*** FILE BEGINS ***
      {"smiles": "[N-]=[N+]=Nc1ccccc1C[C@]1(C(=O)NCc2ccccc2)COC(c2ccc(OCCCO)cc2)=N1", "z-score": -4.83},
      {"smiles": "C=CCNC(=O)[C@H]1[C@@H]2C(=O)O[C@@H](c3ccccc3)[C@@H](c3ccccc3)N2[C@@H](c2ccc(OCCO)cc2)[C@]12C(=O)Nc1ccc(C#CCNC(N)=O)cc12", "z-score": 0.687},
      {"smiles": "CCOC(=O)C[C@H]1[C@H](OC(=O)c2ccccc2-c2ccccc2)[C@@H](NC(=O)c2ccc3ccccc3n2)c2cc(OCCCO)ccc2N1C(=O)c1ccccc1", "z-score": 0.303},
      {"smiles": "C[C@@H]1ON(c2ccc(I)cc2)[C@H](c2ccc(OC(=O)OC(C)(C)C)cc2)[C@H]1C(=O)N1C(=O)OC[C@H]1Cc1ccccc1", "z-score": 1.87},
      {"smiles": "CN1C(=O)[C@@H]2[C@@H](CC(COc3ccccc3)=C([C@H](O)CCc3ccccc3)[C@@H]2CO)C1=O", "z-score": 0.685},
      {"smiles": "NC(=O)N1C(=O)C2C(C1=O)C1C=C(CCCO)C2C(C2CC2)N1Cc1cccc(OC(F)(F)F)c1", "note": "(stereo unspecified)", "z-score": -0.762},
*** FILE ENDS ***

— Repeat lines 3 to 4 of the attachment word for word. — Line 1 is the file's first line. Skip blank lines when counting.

      {"smiles": "CCOC(=O)C[C@H]1[C@H](OC(=O)c2ccccc2-c2ccccc2)[C@@H](NC(=O)c2ccc3ccccc3n2)c2cc(OCCCO)ccc2N1C(=O)c1ccccc1", "z-score": 0.303},
      {"smiles": "C[C@@H]1ON(c2ccc(I)cc2)[C@H](c2ccc(OC(=O)OC(C)(C)C)cc2)[C@H]1C(=O)N1C(=O)OC[C@H]1Cc1ccccc1", "z-score": 1.87},